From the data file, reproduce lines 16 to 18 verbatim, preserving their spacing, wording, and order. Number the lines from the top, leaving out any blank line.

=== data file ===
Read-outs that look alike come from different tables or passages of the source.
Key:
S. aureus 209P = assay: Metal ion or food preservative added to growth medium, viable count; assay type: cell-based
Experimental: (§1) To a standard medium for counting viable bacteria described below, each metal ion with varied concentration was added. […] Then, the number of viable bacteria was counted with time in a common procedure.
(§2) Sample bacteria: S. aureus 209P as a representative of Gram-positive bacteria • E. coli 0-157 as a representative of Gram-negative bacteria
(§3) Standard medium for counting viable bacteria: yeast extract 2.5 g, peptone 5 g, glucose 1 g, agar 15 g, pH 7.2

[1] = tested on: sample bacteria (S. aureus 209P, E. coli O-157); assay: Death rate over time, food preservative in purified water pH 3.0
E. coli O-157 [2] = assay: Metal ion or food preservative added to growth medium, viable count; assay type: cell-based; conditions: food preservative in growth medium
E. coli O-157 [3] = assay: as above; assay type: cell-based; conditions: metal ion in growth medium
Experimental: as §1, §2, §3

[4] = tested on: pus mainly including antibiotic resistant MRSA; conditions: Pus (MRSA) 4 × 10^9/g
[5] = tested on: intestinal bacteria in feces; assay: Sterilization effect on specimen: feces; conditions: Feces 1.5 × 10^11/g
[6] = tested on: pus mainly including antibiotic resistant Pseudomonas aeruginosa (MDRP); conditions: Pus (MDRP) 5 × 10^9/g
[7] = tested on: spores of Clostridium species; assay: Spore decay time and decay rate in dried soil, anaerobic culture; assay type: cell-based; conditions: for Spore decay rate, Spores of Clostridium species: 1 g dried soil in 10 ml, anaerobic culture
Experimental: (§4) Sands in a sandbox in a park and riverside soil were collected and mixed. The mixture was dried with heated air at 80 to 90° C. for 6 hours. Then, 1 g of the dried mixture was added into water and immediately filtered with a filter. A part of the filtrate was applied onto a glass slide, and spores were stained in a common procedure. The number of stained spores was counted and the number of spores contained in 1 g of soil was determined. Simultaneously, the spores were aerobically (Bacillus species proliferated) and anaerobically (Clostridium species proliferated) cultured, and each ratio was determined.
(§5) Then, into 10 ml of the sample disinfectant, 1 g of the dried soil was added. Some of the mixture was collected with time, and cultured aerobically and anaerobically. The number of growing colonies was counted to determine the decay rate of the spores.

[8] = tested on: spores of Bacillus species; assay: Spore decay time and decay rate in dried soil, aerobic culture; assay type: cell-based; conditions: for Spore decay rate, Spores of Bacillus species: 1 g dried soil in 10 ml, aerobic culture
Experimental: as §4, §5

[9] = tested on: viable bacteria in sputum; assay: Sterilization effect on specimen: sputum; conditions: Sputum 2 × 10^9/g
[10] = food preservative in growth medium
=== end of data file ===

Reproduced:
(§5) Then, into 10 ml of the sample disinfectant, 1 g of the dried soil was added. Some of the mixture was collected with time, and cultured aerobically and anaerobically. The number of growing colonies was counted to determine the decay rate of the spores.

[8] = tested on: spores of Bacillus species; assay: Spore decay time and decay rate in dried soil, aerobic culture; assay type: cell-based; conditions: for Spore decay rate, Spores of Bacillus species: 1 g dried soil in 10 ml, aerobic culture
Experimental: as §4, §5